When I worked at Routledge I was told never to mention William Germano’s name. I’ve never been one to dabble in workplace politics, but I did wonder why. Over time, as I tried to commission the kinds of books I knew Routledge for, I was told that they didn’t do those kinds of books. Not since the Germano days. Years later I still don’t know what all of that was about, but I do know that Germano wrote a book that would make nearly every academic editor’s life easier if it were handed out at every doctoral graduation ceremony. From Dissertation to Book is a classic in the field. Now in its second edition, in it Germano explains, in non-technical language, why and how a dissertation is not a book. He also explains how to make it a book.
You see, academic editors, such as yours truly, see more dissertations than the most ambitious professor. The doctoral student, flush with the praise of his or her examination committee, sends off their thesis, largely unchanged, and wants it to be published. Hey, don’t be embarrassed—that’s what I did too. The truly amazing thing to me, as someone who’s been both professor and editor, is how little publishing and academia know about each other. If I had to guess who knows whom better, I’d have to say publishers take an edge over academics. Their knowledge is far from perfect, however. Academics have to publish for promotion and tenure, but they don’t bother to learn about how publishing works. Germano’s book would help them too.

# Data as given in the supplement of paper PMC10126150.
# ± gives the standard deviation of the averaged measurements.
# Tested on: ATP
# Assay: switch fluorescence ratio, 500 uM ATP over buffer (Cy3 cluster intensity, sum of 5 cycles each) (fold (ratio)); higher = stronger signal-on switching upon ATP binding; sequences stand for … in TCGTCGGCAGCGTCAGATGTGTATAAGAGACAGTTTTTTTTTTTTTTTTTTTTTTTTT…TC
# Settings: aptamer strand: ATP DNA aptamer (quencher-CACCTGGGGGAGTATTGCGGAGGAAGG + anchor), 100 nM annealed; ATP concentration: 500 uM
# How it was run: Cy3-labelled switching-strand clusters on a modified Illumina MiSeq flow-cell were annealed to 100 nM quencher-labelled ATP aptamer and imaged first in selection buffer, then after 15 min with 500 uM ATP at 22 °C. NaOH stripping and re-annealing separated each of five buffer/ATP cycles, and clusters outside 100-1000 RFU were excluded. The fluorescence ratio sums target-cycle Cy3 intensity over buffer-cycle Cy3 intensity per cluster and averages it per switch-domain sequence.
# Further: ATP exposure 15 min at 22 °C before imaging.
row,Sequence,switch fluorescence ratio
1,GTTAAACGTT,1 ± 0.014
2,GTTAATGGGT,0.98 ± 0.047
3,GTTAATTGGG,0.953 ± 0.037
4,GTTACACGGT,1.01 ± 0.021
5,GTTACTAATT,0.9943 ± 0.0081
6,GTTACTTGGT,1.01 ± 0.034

For many years well-known academics have been stating in highly visible places that academic writing is poor writing. It is. Germano explains why in this little book. Better than that, he gives solid advice on how to improve your chances of getting published. I’ve been working in academic publishing for a decade and a half and I learned quite a lot from this little book. Dissertations are written to prove yourself to a committee. Books are written for a wider readership that wants to be able to understand what you’re talking about. Day in and day out, people like myself read dissertations. Generally there’s a kernel of something good there. (Sometimes, honestly, there’s not. Not all theses are created equal, although that’s not one of the ninety-five.) Germano’s book offers a way to find and plant that kernel so that it grows into something any editor would be pleased to receive—the proposal for an actual book. It should be read widely—much more widely than it is.